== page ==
How Apple can be fixed

By Wes Simonds


Letters to the Editor
December 20, 2000 1:55PM (UTC)

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An interesting and compelling case was made for Apple to switch to an Intel-based x86 architecture, but it neglected what I think is the most significant problem, from Apple's perspective: loss of hardware sales.

As I understand it, Apple makes a great deal of its total revenue from the hardware. It can't afford to lose that to competitors, as shown when it killed the popular (with consumers) "clone" makers a few years back. And if Apple couldn't cope with those competitors, it would be eaten alive by the big boys in the PC world: Dell, Gateway, HP, etc.

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Ultimately, if the financial wizards at Apple thought that they would make more money selling the OS to a broader market than they would lose from losing a huge part of their hardware sales, they would go with it, Steve Jobs or not. But this recurring idea has consistently been rejected (or ignored) by Apple. And it's no more interested today.

-- David Fischer

Another periodic downturn in the tech sector, another round of "Apple is Doomed" articles. Yawn.

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Why is no one running articles about Gateway's arrogant mistreatment of its customers, or the impending collapse of Dell, or how Compaq's only hope is to switch to a different processor, when all these companies are suffering from the current downturn as much or more than Apple? Here's the answer: Because in the final analysis, no one but the stockholders gives a damn about these companies. They're nothing more than marketing divisions of Wintel, Inc. Apple is still the only personal computer maker that matters, that makes a difference in the world, that would be significantly mourned if it passed away.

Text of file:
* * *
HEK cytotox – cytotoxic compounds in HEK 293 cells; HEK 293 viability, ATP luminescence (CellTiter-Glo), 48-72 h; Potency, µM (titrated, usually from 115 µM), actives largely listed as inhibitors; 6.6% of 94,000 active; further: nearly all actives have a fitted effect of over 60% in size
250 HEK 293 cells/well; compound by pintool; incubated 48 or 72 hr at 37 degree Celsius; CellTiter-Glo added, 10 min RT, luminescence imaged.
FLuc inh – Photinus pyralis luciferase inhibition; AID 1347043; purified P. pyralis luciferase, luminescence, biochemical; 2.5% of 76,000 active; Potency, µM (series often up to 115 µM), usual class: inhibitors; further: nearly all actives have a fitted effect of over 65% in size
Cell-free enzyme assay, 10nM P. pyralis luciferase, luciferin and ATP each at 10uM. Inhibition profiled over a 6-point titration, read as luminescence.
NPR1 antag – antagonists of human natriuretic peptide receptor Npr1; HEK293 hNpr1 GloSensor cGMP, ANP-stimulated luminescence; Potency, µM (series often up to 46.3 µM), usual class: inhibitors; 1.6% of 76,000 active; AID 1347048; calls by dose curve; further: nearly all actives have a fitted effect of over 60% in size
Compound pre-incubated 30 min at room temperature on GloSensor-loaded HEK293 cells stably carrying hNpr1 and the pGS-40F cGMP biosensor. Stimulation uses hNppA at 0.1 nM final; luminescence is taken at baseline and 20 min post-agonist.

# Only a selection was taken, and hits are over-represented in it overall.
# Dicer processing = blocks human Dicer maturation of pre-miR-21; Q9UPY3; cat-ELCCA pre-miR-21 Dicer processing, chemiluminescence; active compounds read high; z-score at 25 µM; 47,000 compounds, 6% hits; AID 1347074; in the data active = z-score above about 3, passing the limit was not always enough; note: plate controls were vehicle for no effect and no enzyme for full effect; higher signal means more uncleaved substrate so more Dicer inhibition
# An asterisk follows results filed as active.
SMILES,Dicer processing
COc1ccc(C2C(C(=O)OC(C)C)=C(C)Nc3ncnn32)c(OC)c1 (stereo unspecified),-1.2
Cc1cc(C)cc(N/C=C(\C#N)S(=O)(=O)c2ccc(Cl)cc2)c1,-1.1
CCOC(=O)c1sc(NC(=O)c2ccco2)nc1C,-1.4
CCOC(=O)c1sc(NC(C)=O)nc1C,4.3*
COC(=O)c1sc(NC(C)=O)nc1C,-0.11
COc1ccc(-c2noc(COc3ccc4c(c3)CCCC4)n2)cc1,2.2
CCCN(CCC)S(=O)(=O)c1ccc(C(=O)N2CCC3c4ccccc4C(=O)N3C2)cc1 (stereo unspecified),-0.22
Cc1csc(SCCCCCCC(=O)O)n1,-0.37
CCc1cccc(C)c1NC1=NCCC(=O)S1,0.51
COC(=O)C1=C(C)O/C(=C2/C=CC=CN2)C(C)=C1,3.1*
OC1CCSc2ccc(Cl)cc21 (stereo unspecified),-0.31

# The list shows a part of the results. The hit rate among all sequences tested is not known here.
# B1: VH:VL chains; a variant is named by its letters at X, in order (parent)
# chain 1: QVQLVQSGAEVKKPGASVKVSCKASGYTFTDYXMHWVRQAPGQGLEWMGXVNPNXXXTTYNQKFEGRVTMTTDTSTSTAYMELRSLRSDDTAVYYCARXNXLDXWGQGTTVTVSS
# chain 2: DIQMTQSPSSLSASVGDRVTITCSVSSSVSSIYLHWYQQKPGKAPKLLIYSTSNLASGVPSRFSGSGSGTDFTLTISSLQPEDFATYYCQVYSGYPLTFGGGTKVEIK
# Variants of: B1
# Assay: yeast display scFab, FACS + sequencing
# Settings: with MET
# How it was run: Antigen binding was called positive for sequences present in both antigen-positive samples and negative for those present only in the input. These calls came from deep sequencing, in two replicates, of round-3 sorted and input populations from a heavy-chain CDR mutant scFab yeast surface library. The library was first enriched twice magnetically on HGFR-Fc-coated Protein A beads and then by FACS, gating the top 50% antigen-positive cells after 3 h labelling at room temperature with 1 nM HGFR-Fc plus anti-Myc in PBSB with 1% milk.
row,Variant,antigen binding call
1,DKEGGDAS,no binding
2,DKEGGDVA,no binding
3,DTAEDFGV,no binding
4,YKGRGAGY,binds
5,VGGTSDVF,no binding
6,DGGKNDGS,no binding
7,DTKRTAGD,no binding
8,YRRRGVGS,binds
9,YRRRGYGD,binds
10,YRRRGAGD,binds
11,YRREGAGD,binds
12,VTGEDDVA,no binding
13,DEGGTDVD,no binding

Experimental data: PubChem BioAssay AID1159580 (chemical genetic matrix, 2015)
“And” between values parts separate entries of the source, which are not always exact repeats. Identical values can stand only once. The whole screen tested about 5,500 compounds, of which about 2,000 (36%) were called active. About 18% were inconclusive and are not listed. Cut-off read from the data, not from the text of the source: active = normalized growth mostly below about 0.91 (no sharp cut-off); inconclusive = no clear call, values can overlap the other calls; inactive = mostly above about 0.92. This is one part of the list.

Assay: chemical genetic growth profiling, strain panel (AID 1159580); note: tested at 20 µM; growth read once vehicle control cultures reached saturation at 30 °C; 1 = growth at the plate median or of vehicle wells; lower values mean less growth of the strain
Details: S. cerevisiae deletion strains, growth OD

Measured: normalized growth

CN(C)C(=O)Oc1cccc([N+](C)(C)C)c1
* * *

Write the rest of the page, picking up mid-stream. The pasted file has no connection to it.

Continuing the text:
Apple does have real problems, and some of them should be fixed. But turning itself into just another PC clone maker isn't the answer. If not Motorola, then at least IBM will continue to turn out PowerPC chips that outperform anything from Intel and Athlon. Dual-processor systems based on Motorola chips will come into their own with OS X. And Mac users will continue to run Mac-native software for the simple reason that it's better than anything on the Windows side.

-- Daniel Dvorkin

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